Algeria - 2018 year-end report - Population trends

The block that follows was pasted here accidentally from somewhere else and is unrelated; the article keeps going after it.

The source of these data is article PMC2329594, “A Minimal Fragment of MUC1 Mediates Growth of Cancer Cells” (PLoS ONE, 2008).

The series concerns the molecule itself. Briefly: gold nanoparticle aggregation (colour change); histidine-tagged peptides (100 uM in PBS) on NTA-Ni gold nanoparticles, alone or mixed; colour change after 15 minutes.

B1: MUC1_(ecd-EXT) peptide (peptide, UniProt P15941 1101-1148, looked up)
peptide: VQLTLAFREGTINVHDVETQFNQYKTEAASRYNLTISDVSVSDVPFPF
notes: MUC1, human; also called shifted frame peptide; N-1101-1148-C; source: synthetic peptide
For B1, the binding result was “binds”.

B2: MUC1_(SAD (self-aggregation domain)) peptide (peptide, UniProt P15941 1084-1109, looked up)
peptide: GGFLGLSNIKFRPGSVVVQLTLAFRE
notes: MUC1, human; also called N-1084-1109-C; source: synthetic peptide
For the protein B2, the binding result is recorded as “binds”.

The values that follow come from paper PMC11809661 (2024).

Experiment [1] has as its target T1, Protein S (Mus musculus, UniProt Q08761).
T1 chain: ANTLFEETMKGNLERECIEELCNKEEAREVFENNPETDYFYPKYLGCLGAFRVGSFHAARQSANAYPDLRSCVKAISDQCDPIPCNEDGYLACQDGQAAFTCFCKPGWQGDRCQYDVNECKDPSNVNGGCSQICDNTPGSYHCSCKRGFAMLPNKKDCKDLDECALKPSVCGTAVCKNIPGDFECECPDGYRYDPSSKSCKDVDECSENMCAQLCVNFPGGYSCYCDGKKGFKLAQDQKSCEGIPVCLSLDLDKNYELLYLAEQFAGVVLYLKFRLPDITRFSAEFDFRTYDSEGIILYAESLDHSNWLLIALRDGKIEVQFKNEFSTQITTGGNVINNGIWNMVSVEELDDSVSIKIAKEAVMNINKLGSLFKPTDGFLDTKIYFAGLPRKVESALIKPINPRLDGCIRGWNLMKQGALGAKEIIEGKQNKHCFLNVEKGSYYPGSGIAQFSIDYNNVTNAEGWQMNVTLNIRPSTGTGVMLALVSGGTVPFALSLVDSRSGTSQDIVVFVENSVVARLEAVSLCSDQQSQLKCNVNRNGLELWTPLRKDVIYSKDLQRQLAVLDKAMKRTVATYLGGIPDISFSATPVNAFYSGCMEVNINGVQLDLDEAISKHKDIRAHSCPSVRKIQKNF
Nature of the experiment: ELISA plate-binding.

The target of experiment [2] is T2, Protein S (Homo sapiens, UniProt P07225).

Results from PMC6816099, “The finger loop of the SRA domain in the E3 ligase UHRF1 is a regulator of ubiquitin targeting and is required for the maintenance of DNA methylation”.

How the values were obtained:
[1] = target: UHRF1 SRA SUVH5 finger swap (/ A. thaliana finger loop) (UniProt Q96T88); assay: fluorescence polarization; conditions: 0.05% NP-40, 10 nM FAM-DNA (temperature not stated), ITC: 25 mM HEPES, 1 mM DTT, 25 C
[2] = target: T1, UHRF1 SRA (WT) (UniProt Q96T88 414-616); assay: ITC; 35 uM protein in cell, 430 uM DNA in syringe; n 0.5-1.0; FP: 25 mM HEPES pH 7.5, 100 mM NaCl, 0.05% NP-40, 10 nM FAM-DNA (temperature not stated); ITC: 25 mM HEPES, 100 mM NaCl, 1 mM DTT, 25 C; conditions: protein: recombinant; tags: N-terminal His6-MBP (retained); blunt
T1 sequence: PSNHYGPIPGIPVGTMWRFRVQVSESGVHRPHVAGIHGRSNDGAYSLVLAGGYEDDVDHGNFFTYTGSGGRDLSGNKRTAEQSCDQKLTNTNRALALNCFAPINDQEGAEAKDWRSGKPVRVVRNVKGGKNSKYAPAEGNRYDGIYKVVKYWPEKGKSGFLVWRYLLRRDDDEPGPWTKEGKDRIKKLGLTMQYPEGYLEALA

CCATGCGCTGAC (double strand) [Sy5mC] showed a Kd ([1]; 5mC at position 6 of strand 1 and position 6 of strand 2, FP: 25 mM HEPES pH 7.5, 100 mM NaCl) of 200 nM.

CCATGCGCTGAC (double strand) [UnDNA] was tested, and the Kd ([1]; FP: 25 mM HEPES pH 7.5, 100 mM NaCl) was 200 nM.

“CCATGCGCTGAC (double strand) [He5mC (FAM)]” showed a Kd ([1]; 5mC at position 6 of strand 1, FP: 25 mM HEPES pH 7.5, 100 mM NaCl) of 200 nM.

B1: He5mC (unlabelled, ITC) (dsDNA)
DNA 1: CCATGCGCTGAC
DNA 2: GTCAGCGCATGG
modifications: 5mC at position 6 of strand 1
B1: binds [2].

Compared to 2017, figures of both Syrian refugees, technically only registered as asylum-seekers by Branch Office (BO) Algiers, and mainly sub-Saharan refugees identified through mandate RSD, increased in 2018 (7,844 in 2018 compared to 6,082 in 2017). With regard to the Syrian refugees, the number registered with UNHCR still seems to be a minority of the estimated Syrian population present in Algeria. In total, 158 refugees were recognized by UNHCR Algeria in 2018, bringing the total number (excluding Syrians) to 345 recognised refugees, compared to 253 in 2017. The total population of concern in urban areas (asylum-seekers and refugees) registered with the office increased from 6,609 in 2017 to 9,307 in 2018 (+40%), due to a significant increase in the number of asylum applications since April partially linked to the rise in mass-arrests and forced removal of migrants in an irregular situation in Algeria. There was also an increase in the number of Yemeni nationals registering with the office with 115 registered in 2018 compared to 73 in 2017. There are 33 different nationalities currently registered. The largest nationality group remains Syrian, constituting 80.5% of the overall registered population of 9,307 individuals. This is followed by persons from Guinea, Mali, Yemen and Cote d’Ivoire. Of the 33 nationalities registered, 23 are countries in sub-Saharan Africa. Of these, the five largest groups are from Guinea, Mali, Cote d’Ivoire, Cameroon and DRC, respectively. The sub-Saharan African population currently constitutes around 15% of the registered population. For the Sahrawis, they have been recognized as refugees by Algeria on a prima facie basis within the framework of the 1969 African Union Convention. With the support of UNHCR technical experts, an interagency working group on population figure was established in 2016 with the aim of revising the more than 10-year-old planning figure of 90,000 most vulnerable refugees and 125,000 individuals receiving food and nutrition assistance, which had remained the same since 2005. The report was issued and shared in March 2018, but the official release of the new population figure awaits the finalisation and issuance of another report of the multi-sectorial vulnerability assessment conducted in 2018. While the field work was largely completed, at the time of reporting the vulnerability assessment was not yet finalised.